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Thousands Flee Eastern Ukraine as End of Cease-Fire Looms

  • VOA News

Ukraine's President Petro Poroshenko addresses the Parliamentary Assembly of the Council of Europe in Strasbourg, France, June 26, 2014.

Ukraine's President Petro Poroshenko addresses the Parliamentary Assembly of the Council of Europe in Strasbourg, France, June 26, 2014.

Witnesses say thousands of Ukrainians fleeing violence in eastern Ukraine lined up late Thursday at a Russian border crossing in cars packed with personal belongings to cross into Russia.

The exodus, witnessed by an Associated Press reporter, came hours before a week-long Ukrainian cease-fire was to expire, with little progress reported in talks aimed at ending a deadly armed rebellion by pro-Russian separatists.

It remained unclear late Thursday whether Friday's 0700 UTC deadline will be extended.

Ukrainian border guards at the Izvaryne crossing late Thursday reported kilometers-long lines of cars seeking refuge in Russia. Earlier this week, Russian migration officials said more than 90,000 refugees had been registered on the Russian side of the border.

Russian officials were quoted as saying most of the evacuees said they were only temporarily relocating.

Hours earlier, Ukraine President Petro Poroshenko called on Russia to support his peace plan with “actions, not words." In an address to the Council of Europe, Mr. Poroshenko also accused Moscow of waging an “undeclared war” by backing and arming the separatists.

He also said that unless Russia returns Crimea, the Black Sea peninsula it annexed from Ukraine in March, normalization of bilateral relations is “impossible.”

Kerry calls on Russia

Earlier, U.S. Secretary of State John Kerry said it is "critical" for Russia "in the next hours" to call on pro-Russia separatists in Ukraine to disarm.

He made the call Thursday in Paris, after meeting with his French counterpart Laurent Fabius.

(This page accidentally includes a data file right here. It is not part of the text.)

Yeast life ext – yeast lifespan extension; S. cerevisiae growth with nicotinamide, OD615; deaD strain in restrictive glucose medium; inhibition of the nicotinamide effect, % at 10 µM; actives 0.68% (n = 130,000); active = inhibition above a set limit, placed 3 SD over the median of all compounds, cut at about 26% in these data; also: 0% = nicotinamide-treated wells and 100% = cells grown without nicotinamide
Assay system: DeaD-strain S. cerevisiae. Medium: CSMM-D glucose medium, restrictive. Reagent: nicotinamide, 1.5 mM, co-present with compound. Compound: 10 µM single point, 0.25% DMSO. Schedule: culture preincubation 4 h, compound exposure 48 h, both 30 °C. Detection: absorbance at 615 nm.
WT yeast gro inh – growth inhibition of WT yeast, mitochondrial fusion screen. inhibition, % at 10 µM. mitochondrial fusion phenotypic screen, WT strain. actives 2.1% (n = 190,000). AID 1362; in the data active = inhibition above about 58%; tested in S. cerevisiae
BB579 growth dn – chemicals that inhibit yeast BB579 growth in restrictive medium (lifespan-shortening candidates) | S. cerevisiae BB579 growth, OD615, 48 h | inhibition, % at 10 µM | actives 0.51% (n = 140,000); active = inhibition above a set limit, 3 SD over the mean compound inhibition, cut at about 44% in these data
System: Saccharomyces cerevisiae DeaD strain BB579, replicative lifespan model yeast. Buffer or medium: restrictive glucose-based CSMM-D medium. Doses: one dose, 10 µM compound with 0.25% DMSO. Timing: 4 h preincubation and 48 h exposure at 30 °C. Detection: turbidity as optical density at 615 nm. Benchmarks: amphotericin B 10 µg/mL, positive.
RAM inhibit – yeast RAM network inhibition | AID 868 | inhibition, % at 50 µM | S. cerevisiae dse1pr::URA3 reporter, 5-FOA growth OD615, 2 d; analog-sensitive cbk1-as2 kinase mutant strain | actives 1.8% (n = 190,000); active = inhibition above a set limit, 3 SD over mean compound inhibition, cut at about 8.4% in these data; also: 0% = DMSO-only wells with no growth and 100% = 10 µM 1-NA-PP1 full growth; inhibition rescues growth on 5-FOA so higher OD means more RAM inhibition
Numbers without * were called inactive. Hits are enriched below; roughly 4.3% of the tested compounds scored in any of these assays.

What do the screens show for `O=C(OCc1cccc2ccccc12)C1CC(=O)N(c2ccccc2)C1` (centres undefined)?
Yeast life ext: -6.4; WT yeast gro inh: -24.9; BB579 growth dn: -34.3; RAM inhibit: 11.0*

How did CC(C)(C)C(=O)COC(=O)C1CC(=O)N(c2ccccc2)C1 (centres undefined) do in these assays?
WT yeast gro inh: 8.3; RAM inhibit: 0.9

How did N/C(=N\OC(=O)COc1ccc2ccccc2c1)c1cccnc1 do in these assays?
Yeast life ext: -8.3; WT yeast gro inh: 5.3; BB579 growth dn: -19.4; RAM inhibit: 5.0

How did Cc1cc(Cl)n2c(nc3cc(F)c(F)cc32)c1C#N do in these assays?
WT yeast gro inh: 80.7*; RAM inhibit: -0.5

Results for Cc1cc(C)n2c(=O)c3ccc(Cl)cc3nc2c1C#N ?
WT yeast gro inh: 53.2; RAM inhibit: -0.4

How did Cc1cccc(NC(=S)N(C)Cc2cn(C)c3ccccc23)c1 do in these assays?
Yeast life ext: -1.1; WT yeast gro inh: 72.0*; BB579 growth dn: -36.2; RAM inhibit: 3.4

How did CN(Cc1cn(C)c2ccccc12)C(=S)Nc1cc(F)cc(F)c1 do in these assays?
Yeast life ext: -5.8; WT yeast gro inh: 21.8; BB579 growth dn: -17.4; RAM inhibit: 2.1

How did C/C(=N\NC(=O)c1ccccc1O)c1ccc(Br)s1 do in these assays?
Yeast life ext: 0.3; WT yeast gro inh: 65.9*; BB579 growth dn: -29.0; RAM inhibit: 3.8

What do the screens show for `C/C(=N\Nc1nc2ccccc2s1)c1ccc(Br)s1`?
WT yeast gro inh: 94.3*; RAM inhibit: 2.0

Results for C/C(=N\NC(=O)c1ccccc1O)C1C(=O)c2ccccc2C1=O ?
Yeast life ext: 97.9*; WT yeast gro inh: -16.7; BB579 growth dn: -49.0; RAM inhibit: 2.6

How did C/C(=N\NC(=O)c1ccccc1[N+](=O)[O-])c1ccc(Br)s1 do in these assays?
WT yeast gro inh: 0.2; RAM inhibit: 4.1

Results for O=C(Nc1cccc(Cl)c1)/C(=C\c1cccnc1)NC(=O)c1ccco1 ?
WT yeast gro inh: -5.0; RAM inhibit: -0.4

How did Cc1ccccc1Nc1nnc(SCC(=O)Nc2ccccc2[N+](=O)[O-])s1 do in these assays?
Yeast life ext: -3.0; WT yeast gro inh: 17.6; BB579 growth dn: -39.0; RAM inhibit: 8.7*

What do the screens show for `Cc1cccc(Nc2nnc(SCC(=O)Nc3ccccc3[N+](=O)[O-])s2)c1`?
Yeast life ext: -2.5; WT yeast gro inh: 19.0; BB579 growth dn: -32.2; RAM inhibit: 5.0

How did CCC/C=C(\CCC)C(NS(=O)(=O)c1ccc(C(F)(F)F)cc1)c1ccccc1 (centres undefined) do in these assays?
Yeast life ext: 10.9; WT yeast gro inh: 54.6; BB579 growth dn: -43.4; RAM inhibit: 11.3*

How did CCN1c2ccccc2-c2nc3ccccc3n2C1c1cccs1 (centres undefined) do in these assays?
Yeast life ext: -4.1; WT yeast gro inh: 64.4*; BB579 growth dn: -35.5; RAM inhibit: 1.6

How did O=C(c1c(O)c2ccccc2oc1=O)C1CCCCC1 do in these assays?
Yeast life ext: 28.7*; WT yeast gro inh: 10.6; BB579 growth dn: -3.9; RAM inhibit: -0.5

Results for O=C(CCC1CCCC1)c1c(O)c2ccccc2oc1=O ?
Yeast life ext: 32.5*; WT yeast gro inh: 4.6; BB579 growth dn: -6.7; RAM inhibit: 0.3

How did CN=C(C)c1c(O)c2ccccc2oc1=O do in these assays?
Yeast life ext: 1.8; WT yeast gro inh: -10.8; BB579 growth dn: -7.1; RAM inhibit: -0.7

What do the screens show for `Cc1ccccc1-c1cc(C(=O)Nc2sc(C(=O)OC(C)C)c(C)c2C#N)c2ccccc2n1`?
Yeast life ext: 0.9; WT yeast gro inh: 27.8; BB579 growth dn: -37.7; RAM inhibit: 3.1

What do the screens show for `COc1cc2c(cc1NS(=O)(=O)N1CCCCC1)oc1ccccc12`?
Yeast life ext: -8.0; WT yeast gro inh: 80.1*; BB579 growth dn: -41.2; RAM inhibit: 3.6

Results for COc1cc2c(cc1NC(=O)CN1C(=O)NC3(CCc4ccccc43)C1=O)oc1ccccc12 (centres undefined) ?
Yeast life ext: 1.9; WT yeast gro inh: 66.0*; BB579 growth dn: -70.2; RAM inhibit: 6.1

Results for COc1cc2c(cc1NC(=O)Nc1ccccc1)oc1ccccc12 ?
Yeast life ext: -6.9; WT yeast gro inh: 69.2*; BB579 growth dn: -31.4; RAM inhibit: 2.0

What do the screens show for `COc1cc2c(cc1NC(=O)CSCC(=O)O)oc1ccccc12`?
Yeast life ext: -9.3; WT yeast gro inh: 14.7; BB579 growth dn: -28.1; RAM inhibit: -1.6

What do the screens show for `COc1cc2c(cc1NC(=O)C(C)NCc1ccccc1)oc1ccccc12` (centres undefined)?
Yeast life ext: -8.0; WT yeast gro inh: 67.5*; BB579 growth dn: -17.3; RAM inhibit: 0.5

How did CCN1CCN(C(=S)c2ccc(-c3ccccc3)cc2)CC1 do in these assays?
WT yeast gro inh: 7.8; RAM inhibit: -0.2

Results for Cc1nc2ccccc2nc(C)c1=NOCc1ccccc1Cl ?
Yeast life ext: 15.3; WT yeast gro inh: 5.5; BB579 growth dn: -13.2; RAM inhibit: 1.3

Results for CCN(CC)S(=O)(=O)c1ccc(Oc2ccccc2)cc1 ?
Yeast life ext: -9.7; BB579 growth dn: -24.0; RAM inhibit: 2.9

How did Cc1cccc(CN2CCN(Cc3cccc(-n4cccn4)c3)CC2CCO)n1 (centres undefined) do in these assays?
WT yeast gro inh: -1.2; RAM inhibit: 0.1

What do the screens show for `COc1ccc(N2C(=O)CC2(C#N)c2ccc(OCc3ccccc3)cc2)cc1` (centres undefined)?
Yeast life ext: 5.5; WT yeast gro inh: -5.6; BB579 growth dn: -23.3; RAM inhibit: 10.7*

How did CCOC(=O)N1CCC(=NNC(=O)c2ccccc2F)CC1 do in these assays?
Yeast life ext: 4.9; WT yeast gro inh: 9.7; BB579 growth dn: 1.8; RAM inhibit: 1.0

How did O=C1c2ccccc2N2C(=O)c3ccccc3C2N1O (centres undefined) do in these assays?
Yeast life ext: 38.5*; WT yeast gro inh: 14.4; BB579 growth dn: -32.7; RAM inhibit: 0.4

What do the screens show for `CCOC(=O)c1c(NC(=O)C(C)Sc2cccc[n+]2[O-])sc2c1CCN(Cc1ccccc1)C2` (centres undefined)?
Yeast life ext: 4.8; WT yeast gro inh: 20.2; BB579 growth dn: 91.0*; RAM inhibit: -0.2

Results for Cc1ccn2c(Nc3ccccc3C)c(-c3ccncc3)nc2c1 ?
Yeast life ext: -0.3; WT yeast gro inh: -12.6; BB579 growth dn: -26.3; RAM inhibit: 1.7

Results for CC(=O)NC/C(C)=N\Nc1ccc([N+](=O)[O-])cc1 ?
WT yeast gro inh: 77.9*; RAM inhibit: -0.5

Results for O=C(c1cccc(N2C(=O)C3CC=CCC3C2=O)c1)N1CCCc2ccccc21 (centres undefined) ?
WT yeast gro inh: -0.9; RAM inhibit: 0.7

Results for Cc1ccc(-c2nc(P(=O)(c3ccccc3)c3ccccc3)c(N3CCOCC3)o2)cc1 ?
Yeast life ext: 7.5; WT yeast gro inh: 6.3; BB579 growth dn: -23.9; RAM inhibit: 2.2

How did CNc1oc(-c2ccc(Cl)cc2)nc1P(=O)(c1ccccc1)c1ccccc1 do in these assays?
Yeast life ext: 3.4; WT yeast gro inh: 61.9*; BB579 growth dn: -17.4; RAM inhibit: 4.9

Kerry said he and the French foreign minister are in "full agreement" that Russian President Vladimir Putin must prove that Russia is working to persuade the separatists to disarm and become part of the peace process.

"We are in full agreement that it is critical for Russia to show in the next hours, literally, that they're moving to help disarm the separatists, to encourage them to disarm, to call on them to lay down their weapons and to begin to become part of a legitimate process,'' Kerry told reporters in Paris.

German Chancellor Angela Merkel telephoned Mr. Putin to make the same point. German and Russian accounts of the conversation quote Ms. Merkel as telling the Russian leader to demonstrate "in the coming hours" a strong commitment to ending support for the rebellion. Otherwise, she said, the European Union -- meeting Friday in Brussels -- will be forced to consider a new round of sanctions against Moscow.

The call took place “at the initiative of the German side” and touched on questions of “monitoring observance of the ceasefire between the sides in conflict, the necessity of extending the truce, the establishment of regular work by the contact group and the freeing of people being forcibly detained,” the Kremlin said.

OSCE monitors freed

Separately, the Organization for Security and Cooperation in Europe said four of its monitors, abducted by rebels last month, have been released. Aleksandr Borodai, the self-proclaimed "prime minister" of the breakaway Donetsk region, described the release late Thursday as a goodwill gesture.

Russia's RIA Novosti news agency quoted Borodai as saying he is confident four other monitors seized in late May will be released soon

Sanctions threat

On Wednesday, the Obama administration said it was ready to impose fresh sanctions on Russia if Moscow fails to take action to de-escalate the crisis in Ukraine.

The administration said it has delayed implementation as it presses for unified support from European and U.S. manufacturers for the measures.

White House spokesman Josh Earnest said Wednesday the new sanctions will target Russia's banking, energy and defense sectors.

The threat of new sanctions comes as American business leaders campaign against unilateral penalties, claiming they will hurt U.S. interests and cost American jobs.

The U.S. Chamber of Commerce and the Washington-based National Association of Manufacturers plan to stress the perceived threat to U.S. interests with a newspaper advertising campaign.

European leaders also have voiced concern that new sanctions could otherwise hurt Europe's expanding economic ties with Moscow. Still, they are expected to discuss possible new round at their summit in Belgium on Friday.

The European Union and the United States earlier imposed sanctions against specific Russian individuals and companies after Moscow annexed Ukraine's Crimean peninsula in March.

Some information for this report provided by Reuters and AP.

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